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Somewhere between 50% and 70% of the times I start my computer, I get the following bluescreen:

STOP: c0000218 {Registry File Failure}
The registry cannot load the hive (file):
or its log or alternate.
It is corrupt, absent, or not writable.

I recently had to lower the memory clock from 1066MHz to 800 MHz because of data corruptions (random crashes from normal usage, failing shaders and textures in games, screen corruption, things like that...); it's now running slower than the official specification and also has a much slower stepping. I also had to reset the bios to its default values. I've got a Republic of Gamers board with Nvidia chipset and AMD processor.

Once Vista runs, the system seems to be perfectly stable.

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Do a full surface scan of the drive and test it with the manufacturer's tools to see if it's not that. –  user3463 Mar 4 '11 at 16:42
Testing... I already though I'd have to write a DOS floppy to use Samsung's disk tools. Then I found their S.M.A.R.T. utility in the external drives section wich leads to a 404 when accessed from the internal drives page... –  Tamschi Mar 4 '11 at 18:33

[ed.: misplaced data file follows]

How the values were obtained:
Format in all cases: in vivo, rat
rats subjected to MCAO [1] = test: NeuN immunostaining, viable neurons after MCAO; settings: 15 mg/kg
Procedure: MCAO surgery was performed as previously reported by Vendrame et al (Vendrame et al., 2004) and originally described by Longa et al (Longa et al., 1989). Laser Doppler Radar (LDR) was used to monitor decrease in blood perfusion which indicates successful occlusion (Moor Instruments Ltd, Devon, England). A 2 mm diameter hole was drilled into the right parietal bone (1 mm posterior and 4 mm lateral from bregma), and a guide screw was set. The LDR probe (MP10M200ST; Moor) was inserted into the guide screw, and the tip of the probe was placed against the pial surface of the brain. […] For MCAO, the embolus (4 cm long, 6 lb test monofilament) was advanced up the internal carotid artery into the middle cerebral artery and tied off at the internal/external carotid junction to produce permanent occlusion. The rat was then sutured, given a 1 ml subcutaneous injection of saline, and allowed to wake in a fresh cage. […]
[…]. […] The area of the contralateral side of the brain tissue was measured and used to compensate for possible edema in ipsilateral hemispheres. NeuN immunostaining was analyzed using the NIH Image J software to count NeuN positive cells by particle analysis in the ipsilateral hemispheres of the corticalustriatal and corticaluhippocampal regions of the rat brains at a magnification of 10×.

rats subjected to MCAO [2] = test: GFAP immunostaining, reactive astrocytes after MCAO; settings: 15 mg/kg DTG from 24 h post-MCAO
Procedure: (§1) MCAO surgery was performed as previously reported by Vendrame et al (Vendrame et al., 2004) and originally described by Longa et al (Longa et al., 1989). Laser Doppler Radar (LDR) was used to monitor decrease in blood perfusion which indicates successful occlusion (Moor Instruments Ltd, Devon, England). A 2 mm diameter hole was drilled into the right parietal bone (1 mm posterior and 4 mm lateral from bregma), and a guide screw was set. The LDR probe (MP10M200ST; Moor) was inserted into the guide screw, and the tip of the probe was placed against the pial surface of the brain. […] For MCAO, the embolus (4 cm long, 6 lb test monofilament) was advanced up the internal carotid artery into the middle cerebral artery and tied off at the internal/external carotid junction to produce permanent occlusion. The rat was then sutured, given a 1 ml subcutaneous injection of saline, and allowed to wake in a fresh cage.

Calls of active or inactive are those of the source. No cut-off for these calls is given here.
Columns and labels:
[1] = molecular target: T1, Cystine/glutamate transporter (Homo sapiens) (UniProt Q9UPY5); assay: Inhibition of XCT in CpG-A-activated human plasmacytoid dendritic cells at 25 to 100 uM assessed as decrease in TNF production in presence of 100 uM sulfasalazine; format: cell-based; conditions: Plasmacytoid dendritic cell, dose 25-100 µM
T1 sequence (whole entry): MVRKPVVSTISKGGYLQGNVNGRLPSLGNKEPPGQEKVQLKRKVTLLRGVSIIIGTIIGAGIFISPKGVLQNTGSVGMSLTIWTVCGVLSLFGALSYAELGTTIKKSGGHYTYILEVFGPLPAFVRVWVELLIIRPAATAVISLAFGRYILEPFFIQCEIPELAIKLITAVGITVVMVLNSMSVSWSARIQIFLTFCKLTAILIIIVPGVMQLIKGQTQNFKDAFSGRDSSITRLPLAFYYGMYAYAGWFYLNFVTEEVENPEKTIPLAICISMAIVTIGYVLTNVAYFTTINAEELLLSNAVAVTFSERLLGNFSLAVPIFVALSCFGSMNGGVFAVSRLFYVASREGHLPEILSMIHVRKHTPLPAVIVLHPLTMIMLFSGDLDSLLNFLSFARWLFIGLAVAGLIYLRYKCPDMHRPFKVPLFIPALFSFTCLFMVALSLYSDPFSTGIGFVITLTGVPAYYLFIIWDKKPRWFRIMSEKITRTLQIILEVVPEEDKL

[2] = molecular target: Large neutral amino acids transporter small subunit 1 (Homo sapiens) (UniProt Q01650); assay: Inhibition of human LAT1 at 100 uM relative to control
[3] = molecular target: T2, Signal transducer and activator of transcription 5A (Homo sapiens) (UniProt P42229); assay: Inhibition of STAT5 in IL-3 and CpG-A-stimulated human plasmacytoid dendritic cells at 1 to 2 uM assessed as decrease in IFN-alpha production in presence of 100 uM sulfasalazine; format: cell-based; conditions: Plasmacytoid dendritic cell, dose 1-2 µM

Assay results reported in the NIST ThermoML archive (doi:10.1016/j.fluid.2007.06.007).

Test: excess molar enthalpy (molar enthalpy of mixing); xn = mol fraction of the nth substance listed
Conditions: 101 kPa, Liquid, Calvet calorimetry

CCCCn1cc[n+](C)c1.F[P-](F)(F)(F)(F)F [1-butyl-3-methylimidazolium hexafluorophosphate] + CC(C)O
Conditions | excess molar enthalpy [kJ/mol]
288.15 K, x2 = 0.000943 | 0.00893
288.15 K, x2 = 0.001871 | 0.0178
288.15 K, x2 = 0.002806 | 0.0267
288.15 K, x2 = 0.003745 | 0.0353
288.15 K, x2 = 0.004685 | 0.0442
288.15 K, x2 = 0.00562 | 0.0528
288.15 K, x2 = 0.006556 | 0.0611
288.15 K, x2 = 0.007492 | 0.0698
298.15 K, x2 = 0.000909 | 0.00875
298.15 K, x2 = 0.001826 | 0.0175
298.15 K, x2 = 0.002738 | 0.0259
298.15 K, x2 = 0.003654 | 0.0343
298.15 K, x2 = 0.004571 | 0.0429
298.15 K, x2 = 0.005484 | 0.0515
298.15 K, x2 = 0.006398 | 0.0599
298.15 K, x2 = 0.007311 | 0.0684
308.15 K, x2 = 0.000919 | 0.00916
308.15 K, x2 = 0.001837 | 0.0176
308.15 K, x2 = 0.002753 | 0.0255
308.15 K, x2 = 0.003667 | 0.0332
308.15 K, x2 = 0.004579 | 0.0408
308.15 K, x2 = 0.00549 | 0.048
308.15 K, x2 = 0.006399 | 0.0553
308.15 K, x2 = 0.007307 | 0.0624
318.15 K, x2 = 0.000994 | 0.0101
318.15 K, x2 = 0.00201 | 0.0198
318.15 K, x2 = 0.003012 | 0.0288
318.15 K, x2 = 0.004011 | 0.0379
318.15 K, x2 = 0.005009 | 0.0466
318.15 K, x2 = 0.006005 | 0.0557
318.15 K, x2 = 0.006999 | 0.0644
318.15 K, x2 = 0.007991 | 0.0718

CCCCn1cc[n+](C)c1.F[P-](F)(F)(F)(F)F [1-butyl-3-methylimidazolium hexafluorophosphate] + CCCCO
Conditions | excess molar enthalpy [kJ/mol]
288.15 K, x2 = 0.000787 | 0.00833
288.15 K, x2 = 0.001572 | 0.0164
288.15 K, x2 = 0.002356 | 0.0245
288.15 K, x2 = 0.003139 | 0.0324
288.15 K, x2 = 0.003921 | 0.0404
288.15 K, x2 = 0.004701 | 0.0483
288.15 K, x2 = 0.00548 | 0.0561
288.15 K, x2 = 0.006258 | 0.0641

I don't see why you had to change your memory clocking, unless you already had it overclocked in the first place. Try testing the memory with memtest86+ (free). If you think the hard drive may be failing, you can do a low level scan/recovery with Spinrite (commercial) –  brianbaligad Mar 4 '11 at 19:14
@Brian It wasn't overclocked - I even looked up the stepping on the maker's site. I'm rather sure it's a problem with the memory addresses: The screen corruption I got a few times moved pixels in an irregular pattern to the right while keeping the colors. (I made a screenshot when it happened.) This seems to be unrelated though, as the error is always the same and occurs when the computer is still cold... –  Tamschi Mar 4 '11 at 19:38
I'm doing a "short" self-test with ESWin right now, but the progress bar has stopped at 80% two hours ago (it's a 1TB drive). The SMART data is completely fine though. The read error rate is slightly elevated at 0x1AF, but still far away from the 50% warning. (If I'm reading this right it's less than a tenth of a percent.) –  Tamschi Mar 4 '11 at 21:50

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